The nuclear watchdog on Wednesday formally approved the restart of an almost 40-year-old nuclear power plant northeast of Tokyo that has sat idle since it was damaged during the 2011 earthquake and tsunami disaster, which also caused meltdowns at the Fukushima No. 1 plant.
The Tokai No. 2 plant in Tokai, Ibaraki Prefecture, operated by Japan Atomic Power Co., is the first nuclear plant affected by the disaster to clear screening by the Nuclear Regulation Authority.
The earthquake on March 11, 2011, left the plant without an external power source, and a 5.4-meter tsunami incapacitated one of its three emergency power generators. The plant managed to cool down its reactor over three and a half days after the disaster as the two other power generators remained operational.
The Fukushima plant, which used the same boiling water reactor as the Tokai plant, suffered core meltdowns and spewed out a massive amount of radioactive material after losing its external power supply and emergency power generators in the calamity.
Still, it is unclear when the Tokai plant will actually restart as construction work to enhance its safety will not be completed until March 2021. Also, it needs to obtain consent from all of its surrounding communities. It is the only nuclear power plant in the country to need consent from local governments beyond its host municipality.
In addition, the sole reactor in the complex turns 40 years old in November and faces two more screenings to extend its operation by up to 20 years beyond the normal 40-year limit. It is expected to pass the screenings.
It operator must also compile an evacuation plan covering the 960,000 residents within a 30-kilometer radius of the plant — the largest number of potential evacuees for a nuclear plant in the country due to its location in the metropolitan region.
In Tokyo, protesters gathered in front of the NRA office in the morning and shouted slogans against the restart.
Some civic group members submitted to the watchdog a letter calling for a decision against the plant’s resumption with the signatures of some 8,000 people. “A plant that passes a lax screening is not safe,” the document said.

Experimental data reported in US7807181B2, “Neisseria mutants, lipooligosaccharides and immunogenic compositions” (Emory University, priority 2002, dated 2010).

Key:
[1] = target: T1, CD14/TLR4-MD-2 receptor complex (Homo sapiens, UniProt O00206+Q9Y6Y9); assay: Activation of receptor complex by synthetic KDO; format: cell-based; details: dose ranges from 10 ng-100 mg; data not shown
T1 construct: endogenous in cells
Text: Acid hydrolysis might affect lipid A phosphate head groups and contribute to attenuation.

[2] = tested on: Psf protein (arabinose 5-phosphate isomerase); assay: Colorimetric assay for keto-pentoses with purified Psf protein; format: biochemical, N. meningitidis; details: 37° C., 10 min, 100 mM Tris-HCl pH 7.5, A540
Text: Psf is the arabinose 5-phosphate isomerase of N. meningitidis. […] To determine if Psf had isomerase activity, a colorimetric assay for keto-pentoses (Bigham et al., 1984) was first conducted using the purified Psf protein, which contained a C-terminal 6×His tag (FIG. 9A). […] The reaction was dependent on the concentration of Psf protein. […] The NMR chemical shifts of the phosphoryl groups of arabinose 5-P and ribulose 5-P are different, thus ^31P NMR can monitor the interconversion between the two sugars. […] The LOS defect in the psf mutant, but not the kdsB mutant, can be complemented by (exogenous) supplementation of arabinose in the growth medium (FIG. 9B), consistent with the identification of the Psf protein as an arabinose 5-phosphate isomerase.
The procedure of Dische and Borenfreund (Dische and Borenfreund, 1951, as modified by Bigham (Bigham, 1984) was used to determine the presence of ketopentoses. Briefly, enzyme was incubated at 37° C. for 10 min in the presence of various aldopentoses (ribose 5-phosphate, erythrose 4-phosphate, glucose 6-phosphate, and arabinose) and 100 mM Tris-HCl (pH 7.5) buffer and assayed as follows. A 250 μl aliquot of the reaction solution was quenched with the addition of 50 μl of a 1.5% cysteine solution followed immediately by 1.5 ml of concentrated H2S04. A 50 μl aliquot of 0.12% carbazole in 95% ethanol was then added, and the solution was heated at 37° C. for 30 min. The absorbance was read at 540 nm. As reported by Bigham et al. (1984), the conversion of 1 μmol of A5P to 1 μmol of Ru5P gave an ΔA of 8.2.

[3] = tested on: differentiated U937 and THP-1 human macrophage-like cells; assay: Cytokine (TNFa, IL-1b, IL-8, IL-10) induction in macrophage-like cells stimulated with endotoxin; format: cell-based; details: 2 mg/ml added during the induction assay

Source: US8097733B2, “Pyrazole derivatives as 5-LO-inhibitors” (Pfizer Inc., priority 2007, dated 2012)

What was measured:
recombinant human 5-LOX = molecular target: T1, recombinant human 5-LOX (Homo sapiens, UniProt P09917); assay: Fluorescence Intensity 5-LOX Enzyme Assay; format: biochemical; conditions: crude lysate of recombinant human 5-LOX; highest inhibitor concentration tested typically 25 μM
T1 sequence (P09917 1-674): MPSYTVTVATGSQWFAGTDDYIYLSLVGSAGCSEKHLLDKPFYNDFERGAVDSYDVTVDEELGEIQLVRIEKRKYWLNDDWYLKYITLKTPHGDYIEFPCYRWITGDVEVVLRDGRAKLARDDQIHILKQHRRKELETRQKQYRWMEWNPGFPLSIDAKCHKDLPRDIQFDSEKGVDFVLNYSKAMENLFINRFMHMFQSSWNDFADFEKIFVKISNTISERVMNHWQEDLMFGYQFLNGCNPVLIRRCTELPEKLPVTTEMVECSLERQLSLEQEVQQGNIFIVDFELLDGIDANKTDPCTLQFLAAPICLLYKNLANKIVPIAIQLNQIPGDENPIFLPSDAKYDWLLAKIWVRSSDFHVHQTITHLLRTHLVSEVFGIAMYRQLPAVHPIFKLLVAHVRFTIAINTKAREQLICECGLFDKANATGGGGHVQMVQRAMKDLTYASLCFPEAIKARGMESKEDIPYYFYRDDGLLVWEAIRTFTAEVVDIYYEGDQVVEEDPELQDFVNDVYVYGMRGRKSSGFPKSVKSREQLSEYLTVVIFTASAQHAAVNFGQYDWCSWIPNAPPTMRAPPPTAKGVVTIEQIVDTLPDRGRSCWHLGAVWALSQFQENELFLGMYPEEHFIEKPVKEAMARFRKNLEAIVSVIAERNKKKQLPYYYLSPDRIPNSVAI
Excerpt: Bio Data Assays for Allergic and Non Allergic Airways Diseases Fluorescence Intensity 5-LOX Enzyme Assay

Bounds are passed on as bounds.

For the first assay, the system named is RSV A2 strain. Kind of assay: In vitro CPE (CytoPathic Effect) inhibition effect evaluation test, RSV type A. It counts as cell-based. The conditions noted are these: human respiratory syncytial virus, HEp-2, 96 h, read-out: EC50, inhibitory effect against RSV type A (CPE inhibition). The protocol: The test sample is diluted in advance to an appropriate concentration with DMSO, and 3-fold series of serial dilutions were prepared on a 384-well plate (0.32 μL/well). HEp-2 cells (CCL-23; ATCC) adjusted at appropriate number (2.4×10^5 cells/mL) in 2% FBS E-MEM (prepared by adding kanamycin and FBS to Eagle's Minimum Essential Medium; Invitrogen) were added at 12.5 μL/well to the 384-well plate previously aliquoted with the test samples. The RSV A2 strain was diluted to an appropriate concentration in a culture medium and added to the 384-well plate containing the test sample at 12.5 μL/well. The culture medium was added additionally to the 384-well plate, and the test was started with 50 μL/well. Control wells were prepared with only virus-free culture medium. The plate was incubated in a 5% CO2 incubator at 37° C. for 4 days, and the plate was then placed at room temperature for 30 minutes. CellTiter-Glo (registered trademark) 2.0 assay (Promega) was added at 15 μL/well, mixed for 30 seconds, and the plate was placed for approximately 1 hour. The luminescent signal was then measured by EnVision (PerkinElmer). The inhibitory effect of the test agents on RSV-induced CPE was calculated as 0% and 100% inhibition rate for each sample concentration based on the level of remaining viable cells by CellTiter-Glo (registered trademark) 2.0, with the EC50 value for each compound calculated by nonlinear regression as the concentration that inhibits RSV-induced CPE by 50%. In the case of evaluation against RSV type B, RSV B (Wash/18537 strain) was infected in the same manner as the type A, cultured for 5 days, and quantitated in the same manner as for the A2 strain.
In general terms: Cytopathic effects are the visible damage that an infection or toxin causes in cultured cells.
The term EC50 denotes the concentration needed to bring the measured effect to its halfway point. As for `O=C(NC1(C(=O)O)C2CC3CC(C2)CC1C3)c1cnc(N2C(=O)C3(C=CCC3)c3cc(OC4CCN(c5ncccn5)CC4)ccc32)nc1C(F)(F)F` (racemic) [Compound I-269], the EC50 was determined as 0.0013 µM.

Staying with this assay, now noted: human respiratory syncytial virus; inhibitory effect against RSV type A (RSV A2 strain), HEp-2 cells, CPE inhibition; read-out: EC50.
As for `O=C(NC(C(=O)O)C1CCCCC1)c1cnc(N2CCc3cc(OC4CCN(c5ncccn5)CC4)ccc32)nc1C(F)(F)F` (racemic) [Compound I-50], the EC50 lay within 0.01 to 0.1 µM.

Sengetsu Ogawa, 54, a local anti-nuclear activist in Ibaraki Prefecture, said, “I have doubts about the way the NRA conducts screenings as it is believed to rubber stamp operators’ applications (for restarts).”
“Japan has been rocked by major disasters such as floods and earthquakes for the past two months. Based on these circumstances, the NRA should conduct a screening again,” he said.
Tokai No. 2 is the eighth nuclear plant approved by the NRA to restart under stricter safety rules introduced after the Fukushima disaster.
Among plants with boiling water reactors, it is the second to be given the green light following the Kashiwazaki-Kariwa nuclear complex run by Tokyo Electric Power Company Holdings Inc., the operator of the crisis-hit Fukushima plant.
Japan Atomic Power applied for the restart in May 2014 with a plan to construct a 1.7-km-long coastal levee, predicting a potential tsunami as high as 17.1 meters.
With costs for safety measures at the plant estimated to reach some ¥180 billion ($1.6 billion), the operator, whose sole business is nuclear energy production, has struggled as none of its reactors has been online since the 2011 disaster.
Tepco and Tohoku Electric Power Co., which receive power supply from Tokai No. 2, have offered to financially support Japan Atomic Power.
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